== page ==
Andrew Norman’s “Sustain” earned Grammy nominations in two key categories: contemporary classical composition, where composer Norman will square off against Julia Wolfe, Caroline Shaw and Wynton Marsalis, among others; and orchestral performance, where the nomination went to the Los Angeles Philharmonic and conductor Gustavo Dudamel, who performed “Sustain” as part of the orchestra’s landmark centennial season. – Los Angeles Times
The cliché is that the South African Broadcasting Corporation’s apartheid-era Radio Bantu churned out nothing but propaganda to bolster the government’s racial separation policies. That was true of the news broadcasts, yes, but the serials and stand-alone dramas in isiZulu were very different. – The Conversation
Ntozake Shange didn’t write the role of the Lady in Purple in her “choreopoem” for a deaf performer, but she happily approved casting Alexandria Wailes in the current New York revival. Gia Kourlas talks with Wailes about integrating American Sign Language with choreographed movement and how dancing has helped her communicate all her life. – The New York Times
The daughter of the late King Sihanouk. she began dancing at age 5; by age 16, she was a leader of the royal dance company and a mainstay of Cambodian cultural diplomacy. She fled the country when the Khmer Rouge took control in 1975; in the 1990s, she returned and, with the 10% of dancers who survived the killing fields, set about to revive the art form. – Reuters
The country’s first post-Soviet president, the autocratic and eccentric Sapurmurat Niyazov, banned opera in 2001 as “incompatible with Turkmen mentality.” His successor (and former dentist), Gurbanguly Berdymukhamedov, maintained the ban until this week, when Pagliacci was presented as part of a joint Italian-Turkmen cultural festival. – Yahoo! (AFP)
Says Max Hollein, “Art cannot solely be perceived in regard to its beauty and craftsmanship. You also have to evaluate it in light of its political messages. … If you have one of the greatest collections you almost have an obligation to recontextualize it in regard to the narratives it provides. I want to make sure it’s not only one voice but multiple voices.” – The New York Times
“What of the storefronts, those famous Chicago institutions where a full house can mean 80 people and where artists frequently toil for little or even no compensation? Can they claim a significant economic impact?” Oh yes, writes Chris Jones. – Chicago Tribune
“Pierre and Danielle Le Guennec were first given two-year suspended terms in 2015 after being convicted of possession of stolen goods over the huge trove of works by Picasso, including nine rare Cubist collages and a work from his famous Blue Period. That verdict was upheld in 2016 by a higher court but then quashed by the Cour de Cassation, which ordered a retrial. The former electrician, 80, and his wife, 76, were not in court Tuesday when they were found guilty for a third time.” – Yahoo! (AFP)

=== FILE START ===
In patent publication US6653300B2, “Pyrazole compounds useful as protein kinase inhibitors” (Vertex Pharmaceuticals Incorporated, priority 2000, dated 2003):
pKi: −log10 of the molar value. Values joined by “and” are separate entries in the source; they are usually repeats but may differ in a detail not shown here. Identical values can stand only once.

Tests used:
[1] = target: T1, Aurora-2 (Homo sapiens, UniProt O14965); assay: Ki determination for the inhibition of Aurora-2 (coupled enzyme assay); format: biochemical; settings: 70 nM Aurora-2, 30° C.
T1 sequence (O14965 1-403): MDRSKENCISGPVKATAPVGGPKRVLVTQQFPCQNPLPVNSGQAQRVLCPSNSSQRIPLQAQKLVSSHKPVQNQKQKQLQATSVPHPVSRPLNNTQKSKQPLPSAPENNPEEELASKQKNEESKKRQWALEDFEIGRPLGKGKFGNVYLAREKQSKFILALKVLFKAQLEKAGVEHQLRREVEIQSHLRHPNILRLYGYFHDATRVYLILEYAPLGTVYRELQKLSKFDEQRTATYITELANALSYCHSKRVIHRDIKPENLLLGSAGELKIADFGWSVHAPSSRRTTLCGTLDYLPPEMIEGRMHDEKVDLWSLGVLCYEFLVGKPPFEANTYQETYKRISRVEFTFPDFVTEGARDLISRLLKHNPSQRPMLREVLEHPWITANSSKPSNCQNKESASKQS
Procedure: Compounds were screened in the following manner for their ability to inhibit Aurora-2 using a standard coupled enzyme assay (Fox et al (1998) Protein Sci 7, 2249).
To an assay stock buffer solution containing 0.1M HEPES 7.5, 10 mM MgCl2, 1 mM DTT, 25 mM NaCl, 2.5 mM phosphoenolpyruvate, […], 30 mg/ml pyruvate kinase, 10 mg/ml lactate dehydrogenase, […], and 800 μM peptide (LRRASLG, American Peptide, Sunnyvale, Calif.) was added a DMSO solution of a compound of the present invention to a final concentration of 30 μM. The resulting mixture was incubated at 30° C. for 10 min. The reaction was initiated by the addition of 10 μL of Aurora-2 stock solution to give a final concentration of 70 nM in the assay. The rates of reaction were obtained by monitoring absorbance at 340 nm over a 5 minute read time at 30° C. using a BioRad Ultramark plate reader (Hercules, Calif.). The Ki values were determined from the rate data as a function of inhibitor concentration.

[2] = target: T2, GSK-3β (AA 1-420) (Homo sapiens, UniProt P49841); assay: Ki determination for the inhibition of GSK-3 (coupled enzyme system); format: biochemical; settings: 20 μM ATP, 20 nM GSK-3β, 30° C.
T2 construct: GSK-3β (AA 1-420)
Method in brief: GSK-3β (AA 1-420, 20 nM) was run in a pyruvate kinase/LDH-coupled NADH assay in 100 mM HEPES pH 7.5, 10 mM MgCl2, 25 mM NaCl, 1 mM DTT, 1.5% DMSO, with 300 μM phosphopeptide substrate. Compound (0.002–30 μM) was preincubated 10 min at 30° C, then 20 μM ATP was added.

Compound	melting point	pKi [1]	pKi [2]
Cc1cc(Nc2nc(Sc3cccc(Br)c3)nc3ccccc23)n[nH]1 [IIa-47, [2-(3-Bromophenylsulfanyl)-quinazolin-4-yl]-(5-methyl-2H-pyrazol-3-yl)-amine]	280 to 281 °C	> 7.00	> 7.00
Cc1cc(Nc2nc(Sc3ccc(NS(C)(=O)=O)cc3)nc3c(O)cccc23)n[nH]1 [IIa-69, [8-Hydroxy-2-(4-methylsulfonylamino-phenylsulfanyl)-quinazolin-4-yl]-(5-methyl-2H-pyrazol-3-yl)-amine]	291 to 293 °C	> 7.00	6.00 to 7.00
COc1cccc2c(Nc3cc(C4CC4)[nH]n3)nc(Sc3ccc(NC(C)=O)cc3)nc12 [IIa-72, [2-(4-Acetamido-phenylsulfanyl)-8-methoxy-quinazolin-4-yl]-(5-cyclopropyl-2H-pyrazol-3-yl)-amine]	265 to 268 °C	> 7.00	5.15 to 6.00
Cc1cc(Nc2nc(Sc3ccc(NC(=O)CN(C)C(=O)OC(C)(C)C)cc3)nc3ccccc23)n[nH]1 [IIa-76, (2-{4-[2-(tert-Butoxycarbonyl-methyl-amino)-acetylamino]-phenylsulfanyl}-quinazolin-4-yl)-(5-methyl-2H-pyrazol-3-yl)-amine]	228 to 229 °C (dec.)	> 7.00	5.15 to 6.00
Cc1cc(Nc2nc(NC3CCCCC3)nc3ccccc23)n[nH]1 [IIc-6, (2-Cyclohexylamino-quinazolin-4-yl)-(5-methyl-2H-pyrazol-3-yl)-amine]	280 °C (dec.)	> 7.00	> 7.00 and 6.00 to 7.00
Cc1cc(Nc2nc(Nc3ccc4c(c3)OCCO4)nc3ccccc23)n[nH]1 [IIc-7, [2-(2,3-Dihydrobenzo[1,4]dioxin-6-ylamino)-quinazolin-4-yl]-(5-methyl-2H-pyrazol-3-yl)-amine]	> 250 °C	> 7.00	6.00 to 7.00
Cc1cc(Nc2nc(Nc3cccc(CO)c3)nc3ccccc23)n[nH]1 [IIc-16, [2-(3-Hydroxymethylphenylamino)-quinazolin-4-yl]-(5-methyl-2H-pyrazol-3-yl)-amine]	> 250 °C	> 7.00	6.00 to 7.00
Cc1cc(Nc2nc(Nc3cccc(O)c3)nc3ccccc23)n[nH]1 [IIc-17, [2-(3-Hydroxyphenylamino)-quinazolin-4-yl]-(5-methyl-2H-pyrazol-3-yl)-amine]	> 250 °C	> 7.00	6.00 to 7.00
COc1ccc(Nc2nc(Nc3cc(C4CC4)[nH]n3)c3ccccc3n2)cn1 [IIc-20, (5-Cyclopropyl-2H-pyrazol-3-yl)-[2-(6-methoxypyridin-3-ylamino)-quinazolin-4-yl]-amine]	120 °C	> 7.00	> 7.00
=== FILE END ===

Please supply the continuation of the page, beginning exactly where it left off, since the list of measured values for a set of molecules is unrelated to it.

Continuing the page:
Alone Among Australia’s Big Arts Festivals, Adelaide Refuses To Engage With Country’s Past And Present
“Perth and Sydney have recognised [their responsibilities] by commissioning diverse local artists working in diverse forms. These festivals are engaging with their place in contemporary culture by supporting local artistic communities, and reflecting stories of their cities back to their audiences. Meanwhile, Adelaide has continued down a well worn path … [of] proven successes from Europe, with a preference for male auteurs.” – The Conversation
Madison School District in Phoenix, AZ seeks Executive Director for The Madison Center for the Arts. Apply now for this great opportunity!
Position Title: Executive Director of Madison Center for the Arts
Length of Work Yr: 12 months
Salary Range: Director $89,176 – $114,580 Placement based on education and experience
Department: Administrative Services
Reports To: Deputy Superintendent
Revised By: Human Resources Date: 10/29/2019
The Executive Director provides leadership, holds the vision, develops the programming, and oversees the management of all aspects of the Madison Center for the Arts. The Executive Director works closely with internal and external stakeholders and is the “face” of the organization. The Executive Director oversees the articulation and fulfillment of the educational promise of the theater through program development, as well as effective management of its operations.
ESSENTIAL DUTIES AND RESPONSIBILITIES:
Responsibilities shall include, but not be limited to, the following:
- Manages theater staff.
- Manages relationships with district Executive Team and Governing Board.
- Manages relationships with principals, teachers, staff, PTOs, parents and students.
- Works in partnership with the Madison Educational Foundation director.
- Works in partnership with the Madison Food Service director.
- Manages external relationships with community, major donors/sponsors, partners, potential funders, and other key relationships.